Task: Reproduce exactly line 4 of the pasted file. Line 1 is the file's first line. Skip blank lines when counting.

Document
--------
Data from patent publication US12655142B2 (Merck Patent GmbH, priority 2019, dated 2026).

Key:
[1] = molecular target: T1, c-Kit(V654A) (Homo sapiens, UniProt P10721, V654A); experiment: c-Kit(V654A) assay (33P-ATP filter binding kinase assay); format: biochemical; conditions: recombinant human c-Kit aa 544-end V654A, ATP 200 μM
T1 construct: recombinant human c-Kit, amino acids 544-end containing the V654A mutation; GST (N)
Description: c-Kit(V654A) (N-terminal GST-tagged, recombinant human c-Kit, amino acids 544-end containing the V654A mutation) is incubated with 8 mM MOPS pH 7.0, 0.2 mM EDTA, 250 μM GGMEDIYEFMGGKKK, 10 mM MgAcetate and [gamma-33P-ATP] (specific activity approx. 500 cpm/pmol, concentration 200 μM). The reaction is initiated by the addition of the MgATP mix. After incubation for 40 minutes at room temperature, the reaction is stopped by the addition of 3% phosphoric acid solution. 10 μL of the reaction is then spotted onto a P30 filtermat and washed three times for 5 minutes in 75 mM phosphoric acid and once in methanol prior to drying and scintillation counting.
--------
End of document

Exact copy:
T1 construct: recombinant human c-Kit, amino acids 544-end containing the V654A mutation; GST (N)